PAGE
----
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8. Share your idea with the world

 Don’t be afraid to share your thoughts and ideas with others. Be willing to share them directly with the critics around you. They will help you to form it into a more realistic idea. Let them highlight the weaknesses and flaws of the idea, and remedies to correct them.

9. Keep doing hard work

We all are aware that no success comes overnight. Behind every success there is years of hard work and struggle. Successful entrepreneurs always believe in giving 100% efforts toward everything they do. By giving your best effort, by no means you will have any intention for regrets. Always keep focusing on things you are doing, stay concentrated on your work, and accept the results.

10. Write down everything

Many studies have suggested that writing down thoughts decreases our stress and boosts comfort, in accumulation this is a brilliant way to come up with breakthrough ideas. Write down as many prospects and ideas as you can think of.  Whatever you have written down are potential intuitions.  They might lead to breakthroughs.

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Tayyab Babar

Tayyab is a PR/Marketing consultant. He writes about work, productivity and tech tips at Lifehack.

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Last Updated on July 21, 2021

The Importance of Reminders (And How to Make a Reminder Work)

The Importance of Reminders (And How to Make a Reminder Work)
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No matter how well you set up your todo list and calendar, you aren’t going to get things done unless you have a reliable way of reminding yourself to actually do them.

Anyone who’s spent an hour writing up the perfect grocery list only to realize at the store that they forgot to bring the list understands the importance of reminders.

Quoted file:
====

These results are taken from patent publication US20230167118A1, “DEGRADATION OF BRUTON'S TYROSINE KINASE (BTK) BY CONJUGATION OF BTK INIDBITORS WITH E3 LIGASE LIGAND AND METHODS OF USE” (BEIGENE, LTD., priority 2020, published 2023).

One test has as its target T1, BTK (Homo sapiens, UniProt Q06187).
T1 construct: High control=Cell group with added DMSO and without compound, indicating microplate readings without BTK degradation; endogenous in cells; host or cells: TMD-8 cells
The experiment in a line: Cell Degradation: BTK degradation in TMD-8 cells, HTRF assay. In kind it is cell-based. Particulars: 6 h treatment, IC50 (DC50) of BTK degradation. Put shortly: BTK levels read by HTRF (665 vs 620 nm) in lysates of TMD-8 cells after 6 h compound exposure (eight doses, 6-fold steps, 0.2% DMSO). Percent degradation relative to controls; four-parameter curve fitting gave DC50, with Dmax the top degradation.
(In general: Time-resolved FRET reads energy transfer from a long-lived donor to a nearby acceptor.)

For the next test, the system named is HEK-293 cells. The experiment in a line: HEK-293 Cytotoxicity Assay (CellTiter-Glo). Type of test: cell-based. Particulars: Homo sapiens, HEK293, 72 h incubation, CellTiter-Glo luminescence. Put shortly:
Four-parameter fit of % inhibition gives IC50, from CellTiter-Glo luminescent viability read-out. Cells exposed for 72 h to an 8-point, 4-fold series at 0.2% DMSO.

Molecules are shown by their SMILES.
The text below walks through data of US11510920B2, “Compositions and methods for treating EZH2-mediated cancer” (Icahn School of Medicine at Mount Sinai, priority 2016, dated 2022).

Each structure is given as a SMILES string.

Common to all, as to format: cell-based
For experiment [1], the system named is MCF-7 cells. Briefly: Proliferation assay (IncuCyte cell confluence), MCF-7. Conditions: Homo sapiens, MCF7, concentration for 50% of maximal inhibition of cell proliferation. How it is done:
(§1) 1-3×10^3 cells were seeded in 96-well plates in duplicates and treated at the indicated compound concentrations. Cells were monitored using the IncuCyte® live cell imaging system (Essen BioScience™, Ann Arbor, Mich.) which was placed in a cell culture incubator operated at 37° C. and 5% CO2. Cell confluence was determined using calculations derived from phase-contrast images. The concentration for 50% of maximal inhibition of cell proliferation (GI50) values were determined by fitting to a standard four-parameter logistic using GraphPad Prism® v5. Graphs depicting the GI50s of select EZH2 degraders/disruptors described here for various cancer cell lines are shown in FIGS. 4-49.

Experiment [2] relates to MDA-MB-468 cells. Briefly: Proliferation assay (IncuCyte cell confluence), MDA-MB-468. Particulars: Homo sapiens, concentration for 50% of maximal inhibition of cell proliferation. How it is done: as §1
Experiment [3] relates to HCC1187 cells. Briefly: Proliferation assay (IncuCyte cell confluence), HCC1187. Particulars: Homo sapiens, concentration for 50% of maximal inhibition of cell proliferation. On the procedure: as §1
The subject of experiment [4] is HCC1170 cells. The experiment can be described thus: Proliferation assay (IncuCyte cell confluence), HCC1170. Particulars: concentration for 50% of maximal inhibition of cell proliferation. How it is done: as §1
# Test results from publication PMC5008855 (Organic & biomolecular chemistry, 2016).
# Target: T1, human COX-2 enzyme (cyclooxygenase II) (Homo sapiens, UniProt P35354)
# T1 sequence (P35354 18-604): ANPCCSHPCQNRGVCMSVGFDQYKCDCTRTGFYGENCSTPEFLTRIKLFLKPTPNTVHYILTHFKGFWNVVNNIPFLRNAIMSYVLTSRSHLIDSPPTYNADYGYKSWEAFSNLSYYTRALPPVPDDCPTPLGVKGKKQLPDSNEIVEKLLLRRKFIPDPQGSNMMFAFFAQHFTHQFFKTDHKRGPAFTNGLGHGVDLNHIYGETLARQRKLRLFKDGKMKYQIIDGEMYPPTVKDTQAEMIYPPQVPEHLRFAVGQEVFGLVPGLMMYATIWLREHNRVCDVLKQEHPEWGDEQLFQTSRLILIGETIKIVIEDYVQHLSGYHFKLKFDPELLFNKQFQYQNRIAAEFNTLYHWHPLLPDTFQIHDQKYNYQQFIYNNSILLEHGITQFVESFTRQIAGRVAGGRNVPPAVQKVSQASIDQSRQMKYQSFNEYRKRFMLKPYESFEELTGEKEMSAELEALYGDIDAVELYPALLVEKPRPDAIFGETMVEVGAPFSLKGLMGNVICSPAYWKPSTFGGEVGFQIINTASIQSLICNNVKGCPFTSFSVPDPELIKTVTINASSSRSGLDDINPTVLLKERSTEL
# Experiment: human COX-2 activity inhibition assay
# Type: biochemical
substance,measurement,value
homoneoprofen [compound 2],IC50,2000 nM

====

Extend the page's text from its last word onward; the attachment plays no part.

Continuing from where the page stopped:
Reminders of some sort or another are what turn a collection of paper goods or web services into what David Allen calls a “trusted system.”[1]

A lot of people resist getting better organized. No matter what kind of chaotic mess, their lives are on a day-to-day basis because they know themselves well enough to know that there’s after all that work they’ll probably forget to take their lists with them when it matters most.

Fortunately, there are ways to make sure we remember to check our lists — and to remember to do the things we need to do, whether they’re on a list or not.

In most cases, we need a lot of pushing at first, for example by making a reminder, but eventually we build up enough momentum that doing what needs doing becomes a habit — not an exception.

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From Creating Reminders to Building Habits

A habit is any act we engage in automatically without thinking about it.

For example, when you brush your teeth, you don’t have to think about every single step from start to finish; once you stagger up to the sink, habit takes over (and, really, habit got you to the sink in the first place) and you find yourself putting toothpaste on your toothbrush, putting the toothbrush in your mouth (and never your ear!), spitting, rinsing, and so on without any conscious effort at all.

This is a good thing because if you’re anything like me, you’re not even capable of conscious thought when you’re brushing your teeth.

The good news is you already have a whole set of productivity habits you’ve built up over the course of your life. The bad news is, a lot of them aren’t very good habits.

That quick game Frogger to “loosen you up” before you get working, that always ends up being 6 hours of Frogger –– that’s a habit. And as you know, habits like that can be hard to break — which is one of the reasons why habits are so important in the first place.

Once you’ve replaced an unproductive habit with a more productive one, the new habit will be just as hard to break as the old one was. Getting there, though, can be a chore!